As frustrated as I’ve been with Spotlight and all that I think it should be able to do but just doesn’t quite get right, I was interested in today’s news that Google Desktop is finally available for the Mac. Finally, I can search my Gmail account from my desktop and use some more sophisticated search syntax. This could be quite handy and should really put the pressure on Apple to beef up Spotlight in its Leopard release.
But, as is usual with every useful new tool Google releases, this one comes with something that gets me a little nervous (beyond the anxiety associated with the fact that I’ve become increasingly reliant on Google for so much of my information storage and retrieval). I’m talking about this “feature,” pointed out by The Unofficial Apple Weblog:
Thanks to the way that Google Desktop works, it can even search files that you have deleted from your system. Google Desktop creates a cache on your machine that holds information about the various files that it has indexed.
Now, I don’t know about you, but when I delete a file, I generally want to delete it. There may be a few occasions when I accidentally or thoughtlessly delete something I’ll actually need later, but I’m more concerned with others searching for sensitive material on my computer that I’ve already decided I want gone, and I’m sure others will find plenty of other reasons for not wanting Google Desktop keeping a cache of their entire file history.
That’s why I was happy to find that the TUAW article goes on to suggest that you can actually turn off caching:
Luckily, you can tell Google Desktop not to keep cached copies of deleted files.
That would be great news, if it were true, but it turns out that what I assumed was insider information (based, perhaps, on communication with Google during prerelease evaluation) turned out to be just an ungrounded assumption. I decided to put this preference change to the test, going just just beyond where TUAW ended their own trial.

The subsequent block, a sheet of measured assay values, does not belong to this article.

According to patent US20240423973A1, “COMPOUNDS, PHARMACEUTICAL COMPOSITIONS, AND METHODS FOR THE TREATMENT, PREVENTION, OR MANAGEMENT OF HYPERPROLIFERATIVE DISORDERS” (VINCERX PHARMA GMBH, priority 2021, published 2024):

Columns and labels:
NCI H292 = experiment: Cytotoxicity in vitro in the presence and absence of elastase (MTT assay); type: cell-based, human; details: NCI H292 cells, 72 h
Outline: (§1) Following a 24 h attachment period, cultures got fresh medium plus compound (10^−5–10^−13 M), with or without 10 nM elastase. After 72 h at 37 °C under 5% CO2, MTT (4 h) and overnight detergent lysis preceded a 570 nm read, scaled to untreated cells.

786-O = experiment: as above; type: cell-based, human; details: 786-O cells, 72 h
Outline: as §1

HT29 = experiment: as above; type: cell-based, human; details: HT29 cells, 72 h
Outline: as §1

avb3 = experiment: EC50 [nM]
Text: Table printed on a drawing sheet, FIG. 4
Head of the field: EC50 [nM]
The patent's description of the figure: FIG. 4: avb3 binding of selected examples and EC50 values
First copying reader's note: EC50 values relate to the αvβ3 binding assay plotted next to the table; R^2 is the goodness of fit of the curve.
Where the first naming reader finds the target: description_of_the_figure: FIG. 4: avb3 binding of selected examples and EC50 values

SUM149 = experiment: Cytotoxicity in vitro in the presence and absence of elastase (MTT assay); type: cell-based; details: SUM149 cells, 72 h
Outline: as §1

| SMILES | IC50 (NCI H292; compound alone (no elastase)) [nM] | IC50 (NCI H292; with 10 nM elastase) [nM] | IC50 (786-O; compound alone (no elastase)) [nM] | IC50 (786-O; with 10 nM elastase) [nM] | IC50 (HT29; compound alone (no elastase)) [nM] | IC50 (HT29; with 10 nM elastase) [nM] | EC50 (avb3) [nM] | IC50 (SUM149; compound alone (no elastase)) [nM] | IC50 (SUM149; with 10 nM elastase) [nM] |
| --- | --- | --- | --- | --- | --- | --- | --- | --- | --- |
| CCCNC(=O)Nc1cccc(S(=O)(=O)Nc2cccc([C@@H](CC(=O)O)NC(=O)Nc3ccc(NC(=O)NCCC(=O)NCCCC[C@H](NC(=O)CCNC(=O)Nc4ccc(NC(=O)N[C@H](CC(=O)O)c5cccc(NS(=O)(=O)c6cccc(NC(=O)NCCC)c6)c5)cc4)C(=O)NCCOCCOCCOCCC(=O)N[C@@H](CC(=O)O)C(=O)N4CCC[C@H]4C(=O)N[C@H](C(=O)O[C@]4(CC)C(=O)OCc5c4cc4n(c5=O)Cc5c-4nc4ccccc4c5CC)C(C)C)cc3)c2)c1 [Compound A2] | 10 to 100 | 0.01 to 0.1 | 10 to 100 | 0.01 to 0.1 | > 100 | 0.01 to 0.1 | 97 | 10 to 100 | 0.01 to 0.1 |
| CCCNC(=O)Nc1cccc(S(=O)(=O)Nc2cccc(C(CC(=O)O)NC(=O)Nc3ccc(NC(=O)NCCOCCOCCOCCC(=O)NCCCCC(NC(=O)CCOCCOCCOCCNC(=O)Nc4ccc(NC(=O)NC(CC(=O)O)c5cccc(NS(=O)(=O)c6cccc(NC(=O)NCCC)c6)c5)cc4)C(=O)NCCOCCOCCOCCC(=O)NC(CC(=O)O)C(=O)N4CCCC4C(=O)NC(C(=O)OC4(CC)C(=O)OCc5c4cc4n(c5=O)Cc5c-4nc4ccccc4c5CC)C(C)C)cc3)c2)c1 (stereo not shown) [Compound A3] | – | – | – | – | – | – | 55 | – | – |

First, I did everything TUAW did, substituting “randomgobbledygook” (a word I was pretty sure didn’t appear anywhere on my computer) for “tuawrocks” in their scenario:
I created a test document that simply said ‘tuawrocks,’ a phrase that was no where on my computer before I created this file. Both Google Desktop and Spotlight immediately found the file when I searched for the phrase ‘tuawrocks.’ I then deleted the file, emptied my Trash, and searched for ‘tuawrocks’ once more. As you would expect Spotlight informed me that there were no files that met my criteria, but Google Desktop had a cached version of the file that I was able to look at (much like Google’s web cache that allows you to look at websites that have gone offline for whatever reason).
Looking at the “Search Results” area of the Preferences pane, I questioned the name of the “Display results for deleted documents” (emphasis mine) setting, which suggests that this preference is actually a display issue only, not an indexing or caching change. So, I unchecked the setting:
Then, I ran the test again with a file called “morerandomgobbledygook,” deleting it after I created it and confirmed that Google Desktop had indexed it. As you would expect, after I emptied the trash, it didn’t show up in my search results. But all I had to do was go back into the Preference pane and re-enable “Display results for deleted documents”:
Then, by gosh, running that search for “morerandomgobbledygook” brought that cached file right up:
Clicking on the search result opens the entire file (in this case, a text file) in your default browser, like so:
So, if all you’re trying to do is unclutter your search results by getting rid of distracting cached files, you can certainly do that. But beware that you’re not actually keeping Google Desktop from creating, keeping, and indexing those (deleted) cached files. I’m looking forward to that ability in a future release … unless some enterprising hacker out there can give it to me first.